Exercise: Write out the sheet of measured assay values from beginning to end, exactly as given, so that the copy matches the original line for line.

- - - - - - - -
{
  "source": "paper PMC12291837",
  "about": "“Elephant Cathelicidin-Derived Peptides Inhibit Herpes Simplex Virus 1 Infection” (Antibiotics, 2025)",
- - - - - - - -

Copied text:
{
  "source": "paper PMC12291837",
  "about": "“Elephant Cathelicidin-Derived Peptides Inhibit Herpes Simplex Virus 1 Infection” (Antibiotics, 2025)",